Washington and Guyasuta: When Giants Truly Walked
When necessary, two disparate individuals can often forge a relationship
because of a commonality, be it a mutual cause, a belief, a similar
situation, or a character trait. Leadership, and the responsibility that
inherently accompanies it, can be one of those binding elements.
George Washington and Guyasuta must have recognized
the great leadership abilities in one other because
these two titans, who crossed paths in southwestern
Pennsylvania, couldn't have been a more unlikely pair to
establish a relationship. Yet history tells us that
these two men, whose lives are woven like a subplot in
the story of this land's early history, regarded each
other with deep respect.
Forget Oscar and Felix, Washington and Guyasuta were
an even odder couple. George Washington was born in 1732
and was raised as part of the landed gentry of Colonial
Virginia. When he was merely 17, Washington was
appointed the official surveyor for Culpepper County,
Virginia, and was later made a major in the Virginia
Warrior of the Mingo People
In contrast, Guyasuta, whose name has also been
interpreted as Kiasutha, was one of the most powerful
Native American chiefs of that era. He is believed to
have been born in 1724 into the Seneca tribe in New
York, which was one of six tribes in the Iroquois
nation. During his childhood, Guyasuta moved into the
Ohio Country. He was described as a great warrior and
skillful hunter and most probably belonged to a
mixed-blooded tribe referred to as the Mingo people who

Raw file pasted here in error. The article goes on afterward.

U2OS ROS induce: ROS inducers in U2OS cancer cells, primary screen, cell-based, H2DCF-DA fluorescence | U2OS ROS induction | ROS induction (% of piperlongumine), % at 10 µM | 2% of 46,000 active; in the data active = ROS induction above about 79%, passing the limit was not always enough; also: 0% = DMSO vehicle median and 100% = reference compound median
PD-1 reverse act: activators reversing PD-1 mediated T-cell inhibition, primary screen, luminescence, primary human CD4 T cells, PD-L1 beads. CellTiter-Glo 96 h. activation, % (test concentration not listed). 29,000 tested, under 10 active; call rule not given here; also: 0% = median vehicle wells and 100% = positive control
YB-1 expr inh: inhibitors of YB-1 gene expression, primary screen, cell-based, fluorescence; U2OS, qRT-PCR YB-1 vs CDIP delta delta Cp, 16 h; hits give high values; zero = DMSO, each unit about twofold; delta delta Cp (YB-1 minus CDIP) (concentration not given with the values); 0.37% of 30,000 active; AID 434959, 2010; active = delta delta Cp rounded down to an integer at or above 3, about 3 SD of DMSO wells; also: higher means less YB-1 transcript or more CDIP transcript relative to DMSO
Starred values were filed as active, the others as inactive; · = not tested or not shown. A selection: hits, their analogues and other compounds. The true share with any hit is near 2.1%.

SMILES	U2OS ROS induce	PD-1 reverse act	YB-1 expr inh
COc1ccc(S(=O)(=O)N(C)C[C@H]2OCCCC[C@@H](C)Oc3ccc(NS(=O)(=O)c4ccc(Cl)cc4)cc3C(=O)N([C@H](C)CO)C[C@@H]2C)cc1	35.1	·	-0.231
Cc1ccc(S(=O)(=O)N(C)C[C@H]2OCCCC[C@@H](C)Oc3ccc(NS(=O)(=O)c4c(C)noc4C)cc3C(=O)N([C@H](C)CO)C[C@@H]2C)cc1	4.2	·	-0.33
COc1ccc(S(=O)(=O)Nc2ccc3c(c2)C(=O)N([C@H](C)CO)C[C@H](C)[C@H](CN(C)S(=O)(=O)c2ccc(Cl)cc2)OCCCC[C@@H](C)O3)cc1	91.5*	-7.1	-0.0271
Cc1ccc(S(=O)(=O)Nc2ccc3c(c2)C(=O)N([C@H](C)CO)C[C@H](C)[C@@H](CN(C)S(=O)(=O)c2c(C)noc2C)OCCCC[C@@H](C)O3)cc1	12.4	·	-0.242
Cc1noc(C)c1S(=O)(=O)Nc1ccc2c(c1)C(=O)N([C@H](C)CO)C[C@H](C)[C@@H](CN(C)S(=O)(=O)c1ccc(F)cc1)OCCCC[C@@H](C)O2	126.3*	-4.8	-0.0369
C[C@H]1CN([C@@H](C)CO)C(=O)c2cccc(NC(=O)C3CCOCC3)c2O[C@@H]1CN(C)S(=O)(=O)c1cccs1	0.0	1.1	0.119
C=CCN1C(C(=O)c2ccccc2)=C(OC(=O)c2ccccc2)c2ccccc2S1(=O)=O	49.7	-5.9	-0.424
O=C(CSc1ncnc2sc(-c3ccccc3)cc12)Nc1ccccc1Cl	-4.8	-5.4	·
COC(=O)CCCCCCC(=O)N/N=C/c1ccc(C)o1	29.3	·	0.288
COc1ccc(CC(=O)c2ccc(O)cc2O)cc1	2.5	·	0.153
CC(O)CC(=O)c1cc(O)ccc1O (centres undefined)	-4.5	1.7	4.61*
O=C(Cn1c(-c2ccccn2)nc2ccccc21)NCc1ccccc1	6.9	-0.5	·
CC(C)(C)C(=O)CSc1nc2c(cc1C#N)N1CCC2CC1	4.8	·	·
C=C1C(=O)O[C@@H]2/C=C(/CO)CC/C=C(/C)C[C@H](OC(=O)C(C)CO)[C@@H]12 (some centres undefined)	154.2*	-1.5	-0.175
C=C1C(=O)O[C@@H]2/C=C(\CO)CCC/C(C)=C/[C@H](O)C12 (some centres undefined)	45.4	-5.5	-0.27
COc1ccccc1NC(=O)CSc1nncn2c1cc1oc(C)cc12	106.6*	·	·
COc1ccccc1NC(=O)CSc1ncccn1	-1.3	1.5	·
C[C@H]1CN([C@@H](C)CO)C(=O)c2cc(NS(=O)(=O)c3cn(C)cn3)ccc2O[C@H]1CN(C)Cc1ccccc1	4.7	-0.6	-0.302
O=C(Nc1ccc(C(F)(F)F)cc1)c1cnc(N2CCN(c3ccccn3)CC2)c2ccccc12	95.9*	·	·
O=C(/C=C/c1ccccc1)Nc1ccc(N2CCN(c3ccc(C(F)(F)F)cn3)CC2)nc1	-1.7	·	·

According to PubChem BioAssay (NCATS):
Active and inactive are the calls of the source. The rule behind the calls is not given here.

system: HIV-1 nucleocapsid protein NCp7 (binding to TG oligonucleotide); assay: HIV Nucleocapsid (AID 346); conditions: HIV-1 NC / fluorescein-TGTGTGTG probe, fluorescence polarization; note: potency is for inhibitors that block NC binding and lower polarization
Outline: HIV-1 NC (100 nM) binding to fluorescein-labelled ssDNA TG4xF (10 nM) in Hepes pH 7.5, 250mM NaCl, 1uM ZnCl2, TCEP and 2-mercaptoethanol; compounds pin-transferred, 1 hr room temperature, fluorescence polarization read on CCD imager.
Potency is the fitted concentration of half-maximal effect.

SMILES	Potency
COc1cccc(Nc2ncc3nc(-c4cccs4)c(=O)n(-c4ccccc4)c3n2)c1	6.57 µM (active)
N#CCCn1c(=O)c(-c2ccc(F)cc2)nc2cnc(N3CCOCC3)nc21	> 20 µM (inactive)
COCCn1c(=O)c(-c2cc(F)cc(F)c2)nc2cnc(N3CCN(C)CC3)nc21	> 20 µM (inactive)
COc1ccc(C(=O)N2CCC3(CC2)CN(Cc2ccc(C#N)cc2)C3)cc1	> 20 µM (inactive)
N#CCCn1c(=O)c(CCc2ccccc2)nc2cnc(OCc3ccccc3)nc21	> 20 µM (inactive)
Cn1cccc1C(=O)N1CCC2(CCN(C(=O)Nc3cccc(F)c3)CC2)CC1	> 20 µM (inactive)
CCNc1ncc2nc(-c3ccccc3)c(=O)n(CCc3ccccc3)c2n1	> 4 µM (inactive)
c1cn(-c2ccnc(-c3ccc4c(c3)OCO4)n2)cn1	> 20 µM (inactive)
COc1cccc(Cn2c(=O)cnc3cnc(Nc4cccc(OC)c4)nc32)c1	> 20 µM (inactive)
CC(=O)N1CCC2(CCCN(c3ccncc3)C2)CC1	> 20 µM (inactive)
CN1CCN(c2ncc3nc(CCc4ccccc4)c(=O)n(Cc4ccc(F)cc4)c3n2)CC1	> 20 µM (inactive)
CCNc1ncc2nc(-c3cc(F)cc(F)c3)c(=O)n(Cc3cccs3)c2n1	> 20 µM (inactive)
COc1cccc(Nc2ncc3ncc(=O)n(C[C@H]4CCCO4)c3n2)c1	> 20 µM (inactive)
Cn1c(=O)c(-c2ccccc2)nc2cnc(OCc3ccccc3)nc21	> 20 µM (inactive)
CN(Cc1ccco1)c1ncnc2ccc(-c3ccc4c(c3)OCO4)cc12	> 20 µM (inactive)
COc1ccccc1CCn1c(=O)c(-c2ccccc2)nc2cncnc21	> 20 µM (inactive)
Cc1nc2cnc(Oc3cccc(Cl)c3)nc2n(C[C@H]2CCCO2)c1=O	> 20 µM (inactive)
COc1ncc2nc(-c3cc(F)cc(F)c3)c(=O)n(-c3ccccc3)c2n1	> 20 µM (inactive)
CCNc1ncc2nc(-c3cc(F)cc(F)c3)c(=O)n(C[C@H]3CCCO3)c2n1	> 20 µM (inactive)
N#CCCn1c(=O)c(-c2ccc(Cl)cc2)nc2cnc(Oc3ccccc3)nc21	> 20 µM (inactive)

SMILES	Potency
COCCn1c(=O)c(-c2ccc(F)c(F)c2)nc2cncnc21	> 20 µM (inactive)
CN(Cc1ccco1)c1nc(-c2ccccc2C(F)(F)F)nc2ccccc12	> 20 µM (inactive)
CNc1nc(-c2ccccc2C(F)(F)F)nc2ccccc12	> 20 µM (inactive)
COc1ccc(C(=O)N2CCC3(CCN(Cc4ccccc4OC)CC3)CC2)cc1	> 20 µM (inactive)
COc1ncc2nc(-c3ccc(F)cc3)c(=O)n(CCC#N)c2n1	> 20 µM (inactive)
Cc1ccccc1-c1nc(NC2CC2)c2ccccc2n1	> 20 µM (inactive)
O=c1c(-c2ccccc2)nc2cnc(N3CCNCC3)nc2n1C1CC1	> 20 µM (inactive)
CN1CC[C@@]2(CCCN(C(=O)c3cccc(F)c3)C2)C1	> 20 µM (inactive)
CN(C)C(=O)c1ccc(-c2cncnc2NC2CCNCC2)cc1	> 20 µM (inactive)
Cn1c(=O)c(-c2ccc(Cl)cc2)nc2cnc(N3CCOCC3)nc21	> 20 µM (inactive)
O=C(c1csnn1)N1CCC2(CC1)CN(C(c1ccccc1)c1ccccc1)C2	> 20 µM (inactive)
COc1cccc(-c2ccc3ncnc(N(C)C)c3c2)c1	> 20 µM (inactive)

lived along the banks of the Allegheny and Ohio Rivers.
Guyasuta's name is translated to mean "It Stands Up
He and Washington first met in 1753, when the French
began to encroach into the "Ohio Country," territory
that the British claimed for the Virginia and
Pennsylvania colonies. Washington was dispatched by the
lieutenant governor of Virginia, Robert Dinwiddy, who
had received orders from the British government to warn
the French to withdraw. Washington, who was only 21 at
the time, and the members of his eight-man expedition
were led by Guyasuta on his journey from Logstown (now
Harmony Township) to Fort LeBoeuf (now Waterford,
Pennsylvania) near the shores of Lake Erie.
The commander of Fort LeBoeuf, Jacques Legardeur de
Saint-Pierre, received Washington and his men with
hospitality but dismissed Washington's demand that the
French vacate the land.
A year later hostilities erupted between the French
and the British over this disputed land. This bloody
conflict became known as the French and Indian War and
would bring Washington and Guyasuta together a second
The French and Indian War
While the Iroquois aligned with the British, Guyasuta
cast his lot with the French. In 1755, General Edward
Braddock led an expedition for the British to capture
Fort Duquesne, now the site of Point State Park. George
Washington was among those men under Braddock's command.
Initially, the bloody battle favored the British, but
the French and Indian forces, of whom it is believed
that Guyasuta was a member, regrouped and defeated the
British, consequently killing General Braddock.
George Washington presided over his general's burial
as the chaplain was severely wounded in the conflict.
During the summer of 1758, General John Forbes led an
expedition over the Alleghenies. A part of this group
was led by Major James Grant, who advanced on Fort